Life Expectancy in U.S. Rising Slower Than Elsewhere — OECD

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Americans do not age well, at least according to the Organization for Economic Cooperation and Development. In its “Health at a Glance 2013,” OECD experts report:

life expectancy in the United States stood at 78.7 years in 2011:  an increase of almost eight years since 1970, but significantly less than the ten year gain registered across OECD countries. Life expectancy is now more than a year below the OECD average of 80.1, compared to one year above the average in 1970.  The gap between the United States and leading countries has also widened.  For example, the life expectancy for U.S. men in 2011 was 4.2 years shorter than in Switzerland (up from less than 3 years in 1970); for U.S. women, it was 4.8 years shorter than in Japan in 2011 (while there was no gap in 1970).

Healthcare expenditures in the U.S. are largely a waste, at least compared with virtually all other OECD nations:

The United States spends much more on health per capita than all other OECD countries, with spending of 8500 USD in 2011, two-and-a-half times greater than the OECD average (3322 USD) and 50% higher than Norway and Switzerland (the next biggest spending countries).  Higher health spending per capita tends to be associated with lower mortality rates and higher life expectancy, but this is not the case for the United States. Given its high level of health spending, the United States has relatively low life expectancy (five years less than what might be predicted by its health spending alone), although many other factors beyond health spending affect mortality and life expectancy.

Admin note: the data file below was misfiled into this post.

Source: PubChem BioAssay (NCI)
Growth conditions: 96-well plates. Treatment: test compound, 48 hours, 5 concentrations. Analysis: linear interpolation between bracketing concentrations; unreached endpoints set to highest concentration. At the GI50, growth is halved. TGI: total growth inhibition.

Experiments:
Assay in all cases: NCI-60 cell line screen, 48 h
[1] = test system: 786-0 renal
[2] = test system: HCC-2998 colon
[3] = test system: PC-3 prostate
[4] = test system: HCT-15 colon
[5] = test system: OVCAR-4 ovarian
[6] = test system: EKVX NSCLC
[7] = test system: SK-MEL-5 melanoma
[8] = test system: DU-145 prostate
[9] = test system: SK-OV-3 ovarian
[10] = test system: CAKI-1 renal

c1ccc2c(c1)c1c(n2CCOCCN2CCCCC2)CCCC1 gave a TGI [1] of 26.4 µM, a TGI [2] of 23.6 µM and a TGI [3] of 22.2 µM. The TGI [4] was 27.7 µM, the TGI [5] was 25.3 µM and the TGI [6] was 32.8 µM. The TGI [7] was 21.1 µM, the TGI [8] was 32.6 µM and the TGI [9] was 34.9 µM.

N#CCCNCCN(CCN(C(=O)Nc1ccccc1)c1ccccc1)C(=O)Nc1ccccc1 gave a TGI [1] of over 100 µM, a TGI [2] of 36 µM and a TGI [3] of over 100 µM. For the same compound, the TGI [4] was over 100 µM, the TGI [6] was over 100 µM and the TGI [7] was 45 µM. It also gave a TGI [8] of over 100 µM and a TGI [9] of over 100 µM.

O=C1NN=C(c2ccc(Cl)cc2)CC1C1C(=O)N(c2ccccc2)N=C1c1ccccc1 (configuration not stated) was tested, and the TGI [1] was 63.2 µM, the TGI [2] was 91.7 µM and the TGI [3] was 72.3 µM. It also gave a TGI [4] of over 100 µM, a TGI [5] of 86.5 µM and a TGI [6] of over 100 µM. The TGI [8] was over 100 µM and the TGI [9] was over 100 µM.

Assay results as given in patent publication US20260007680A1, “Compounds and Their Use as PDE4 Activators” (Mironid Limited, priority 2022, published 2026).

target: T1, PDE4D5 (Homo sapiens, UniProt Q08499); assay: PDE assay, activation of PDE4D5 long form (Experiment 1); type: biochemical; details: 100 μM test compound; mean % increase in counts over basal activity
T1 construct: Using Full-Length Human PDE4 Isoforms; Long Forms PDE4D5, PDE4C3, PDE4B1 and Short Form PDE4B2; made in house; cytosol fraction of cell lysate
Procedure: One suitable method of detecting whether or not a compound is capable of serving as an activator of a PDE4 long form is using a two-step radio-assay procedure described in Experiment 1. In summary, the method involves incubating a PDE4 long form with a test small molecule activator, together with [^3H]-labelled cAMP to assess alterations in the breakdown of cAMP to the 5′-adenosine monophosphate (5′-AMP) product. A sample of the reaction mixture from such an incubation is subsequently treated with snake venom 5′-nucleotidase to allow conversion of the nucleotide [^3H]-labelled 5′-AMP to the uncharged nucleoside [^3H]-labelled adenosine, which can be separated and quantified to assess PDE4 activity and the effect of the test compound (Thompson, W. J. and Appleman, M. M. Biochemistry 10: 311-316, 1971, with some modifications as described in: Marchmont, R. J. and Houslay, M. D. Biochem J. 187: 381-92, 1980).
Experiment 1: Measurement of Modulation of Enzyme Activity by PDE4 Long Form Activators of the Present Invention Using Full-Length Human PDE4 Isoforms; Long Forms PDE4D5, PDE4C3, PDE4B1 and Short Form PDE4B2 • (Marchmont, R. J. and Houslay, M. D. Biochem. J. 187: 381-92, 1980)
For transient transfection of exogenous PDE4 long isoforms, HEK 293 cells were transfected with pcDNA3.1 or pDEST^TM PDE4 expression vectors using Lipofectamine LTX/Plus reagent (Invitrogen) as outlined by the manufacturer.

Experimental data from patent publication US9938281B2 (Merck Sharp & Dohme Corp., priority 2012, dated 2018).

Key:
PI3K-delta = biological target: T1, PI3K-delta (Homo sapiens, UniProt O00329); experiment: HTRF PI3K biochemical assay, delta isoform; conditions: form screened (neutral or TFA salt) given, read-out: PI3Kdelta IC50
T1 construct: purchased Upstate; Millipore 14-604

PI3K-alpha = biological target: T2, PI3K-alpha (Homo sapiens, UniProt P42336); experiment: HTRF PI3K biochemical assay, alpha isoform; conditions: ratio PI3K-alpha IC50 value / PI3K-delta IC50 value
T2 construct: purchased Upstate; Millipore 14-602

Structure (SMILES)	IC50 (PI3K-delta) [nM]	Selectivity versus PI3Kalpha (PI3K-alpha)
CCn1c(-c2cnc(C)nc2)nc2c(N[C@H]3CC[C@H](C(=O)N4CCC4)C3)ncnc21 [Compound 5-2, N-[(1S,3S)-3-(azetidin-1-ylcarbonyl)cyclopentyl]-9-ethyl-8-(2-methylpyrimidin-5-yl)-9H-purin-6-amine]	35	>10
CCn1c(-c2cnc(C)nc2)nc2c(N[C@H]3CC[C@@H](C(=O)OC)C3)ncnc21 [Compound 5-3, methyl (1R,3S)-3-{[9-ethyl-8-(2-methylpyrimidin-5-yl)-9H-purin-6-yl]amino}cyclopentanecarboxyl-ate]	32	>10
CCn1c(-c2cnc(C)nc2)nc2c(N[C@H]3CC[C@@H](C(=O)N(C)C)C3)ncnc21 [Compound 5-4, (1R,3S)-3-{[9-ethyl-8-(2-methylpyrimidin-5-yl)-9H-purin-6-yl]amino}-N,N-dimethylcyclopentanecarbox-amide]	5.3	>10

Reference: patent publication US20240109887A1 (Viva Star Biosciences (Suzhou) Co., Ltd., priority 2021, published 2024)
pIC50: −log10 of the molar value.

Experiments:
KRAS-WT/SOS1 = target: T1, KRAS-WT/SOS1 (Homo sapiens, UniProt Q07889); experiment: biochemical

Overweight Americans continue to put a massive burden on healthcare:

The obesity rate among adults in the United States is the highest of all OECD countries, with the rate reaching 36.5% in 2010, up from 30.7% in 2000. This is more than two-times greater than the OECD average, although the obesity rate in several countries is under-estimated because it is based on self-reports of height and weight. As is the case in several other countries, the obesity rate in the United States tends to be higher among disadvantaged socio-economic groups, especially in women. Mortality from obesity-related diseases increases progressively once the threshold is crossed.

Finally, it is a shame that Americans cannot sign up for healthcare because the site does not work. The OECD points out:

The United States is one of the few OECD countries that has not achieved yet universal health coverage for a core set of services. In 2011, it had the highest proportion of its population without health coverage among all OECD countries, with 15% of the U.S. population uninsured